R’ Zalman and his family were in the last group that was able to leave Russia for Poland, on 9 Teves 5707. Hundreds of people crowded onto this train into two compartments. Lubavitchers were afraid to remain on this train until its intended destination and they paid the conductor so that he would stop for a few minutes in Krakow. He stopped and within a few minutes, they had all alighted from the train.


Anash went from Krakow to Lodz. From there, they continued their long, indirect journey until they arrived in free countries. At this time, there were a number of incidents of pogroms against Jews returning to Poland and it was dangerous to remain in Poland. It was even more dangerous for Anash who had left Russia, since the Polish government was under Soviet rule and they feared having their forged documentation exposed and being sent back to Russia. They tried leaving Poland as fast as they could.

In Lodz, there were only a few Lubavitchers who were Polish citizens. They had businesses there. The only one who remained of the Lubavitcher refugees was R’ Yitzchok Goldin. He stayed in Poland in order to help the Lubavitchers coming from Lvov, and from there he was also in touch with Anash in Lvov. R’ Goldin remained in Lodz for nearly a year, and he helped many Lubavitchers.

In Kislev-Teves 5707, Mrs. Hadassah Perman joined him and was a big help. Within a short time though, she was arrested. After being miraculously released, she was smuggled out to Prague. R’ Goldin then asked R’ Zalman to stay and help him in his holy work.

R’ Zalman, who was a member of the committee, decided to remain with his wife and daughter (Nechama) in Poland. He sent his mother-in-law and two sons with a group of Lubavitchers, who crossed the border with the help of the Bricha, to Austria and from there to Paris.


While his wife and daughter stayed in Bitom, R’ Zalman would travel to the border town of Premishlan and bribe the train officials there so they would give envelopes to members of the committee who remained in Lvov. Money was placed in these envelopes as well as documents, along with passports of Polish citizens who had already crossed the border that would be reused.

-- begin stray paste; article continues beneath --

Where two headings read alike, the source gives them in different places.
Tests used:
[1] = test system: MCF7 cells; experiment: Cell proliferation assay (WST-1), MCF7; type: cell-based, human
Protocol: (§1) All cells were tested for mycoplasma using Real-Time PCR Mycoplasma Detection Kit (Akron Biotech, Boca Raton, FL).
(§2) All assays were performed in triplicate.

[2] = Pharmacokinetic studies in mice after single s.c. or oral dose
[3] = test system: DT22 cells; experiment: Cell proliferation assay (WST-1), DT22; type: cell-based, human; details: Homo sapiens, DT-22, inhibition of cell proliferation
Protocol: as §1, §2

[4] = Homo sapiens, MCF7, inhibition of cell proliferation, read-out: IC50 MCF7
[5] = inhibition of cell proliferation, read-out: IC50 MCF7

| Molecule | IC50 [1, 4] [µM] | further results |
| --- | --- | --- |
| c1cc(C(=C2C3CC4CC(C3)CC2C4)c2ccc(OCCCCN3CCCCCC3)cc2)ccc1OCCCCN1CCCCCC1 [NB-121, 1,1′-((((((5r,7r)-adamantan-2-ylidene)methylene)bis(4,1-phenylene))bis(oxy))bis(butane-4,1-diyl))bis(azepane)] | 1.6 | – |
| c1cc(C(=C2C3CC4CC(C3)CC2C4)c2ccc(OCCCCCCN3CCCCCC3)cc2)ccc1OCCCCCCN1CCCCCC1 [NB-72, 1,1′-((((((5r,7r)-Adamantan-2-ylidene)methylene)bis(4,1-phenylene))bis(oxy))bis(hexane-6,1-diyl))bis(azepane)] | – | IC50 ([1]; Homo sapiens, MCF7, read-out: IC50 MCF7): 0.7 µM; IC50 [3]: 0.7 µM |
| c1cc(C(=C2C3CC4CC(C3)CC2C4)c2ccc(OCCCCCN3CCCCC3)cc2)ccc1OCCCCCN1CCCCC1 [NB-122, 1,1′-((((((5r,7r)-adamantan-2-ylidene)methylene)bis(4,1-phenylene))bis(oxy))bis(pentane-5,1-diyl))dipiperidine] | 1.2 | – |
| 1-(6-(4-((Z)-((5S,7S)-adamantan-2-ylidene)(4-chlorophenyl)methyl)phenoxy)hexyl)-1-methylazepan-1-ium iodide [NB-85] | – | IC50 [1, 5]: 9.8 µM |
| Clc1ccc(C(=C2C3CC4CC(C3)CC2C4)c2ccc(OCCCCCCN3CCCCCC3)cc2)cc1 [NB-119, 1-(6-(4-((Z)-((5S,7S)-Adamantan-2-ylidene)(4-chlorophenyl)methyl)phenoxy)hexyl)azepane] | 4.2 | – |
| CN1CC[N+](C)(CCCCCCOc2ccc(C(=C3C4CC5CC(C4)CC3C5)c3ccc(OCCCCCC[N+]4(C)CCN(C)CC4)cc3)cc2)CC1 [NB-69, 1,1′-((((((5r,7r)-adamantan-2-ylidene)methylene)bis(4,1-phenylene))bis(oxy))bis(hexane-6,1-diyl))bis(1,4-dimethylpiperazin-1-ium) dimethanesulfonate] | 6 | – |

The members of the committee that remained in Lvov also conveyed messages via the train employees. They employed secret codes used by Anash in Russia. R’ Mendel Futerfas, for example, would sign his name with the words Chem’a Chavis which means “butter barrel” and translates into Yiddish as “Futerfas.”

Staying in the border town was very dangerous, especially for someone like R’ Zalman who looked obviously Jewish with his beard. Nevertheless, he was committed to his goal and relied on the brachos of the Rebbe Rayatz for those involved in holy work.

After a short time, the Soviet police discovered the smuggling operation and began a large scale hunt for the Lubavitchers remaining in Lvov.

After hearing of their arrest, R’ Zalman wondered whether he should continue endangering his life by remaining in Poland to help the few Lubavitchers still in Lvov. He asked the Rebbe through R’ Sholom Mendel Kalmanson in Prague who conveyed the question.

The Rebbe’s response was:

Regarding your letter of 27 Nissan about the Tamim Zalman Serebryanski, to whatever degree possible it would be good if he still remains where he is and helps his brethren. As far as his health, efforts should be made that he not lack any of his bodily needs, and may Hashem strengthen him and be of help to him in everything he needs, materially and spiritually.

R’ Zalman remained in Poland for another few months. He moved between Lodz, Krakow, and Bitom. In Bitom there was an orphanage run by the Vaad Hatzalah and R’ Zalman worked to transfer these children to western countries.

On 10 Elul 5707, he asked the Rebbe again, through R’ Kalmanson, whether he could go to Paris and join his family. The Rebbe’s response, dated 25 Elul, said:

If the place is dangerous, it is proper that he move to Paris [it should be] in success. However, it is necessary to try to find a way, even after he travels, to remain in contact with our friends Anash in the homeland, and may Hashem help him materially and spiritually.

Article originally appeared on Beis Moshiach Magazine (http://beismoshiachmagazine.org/).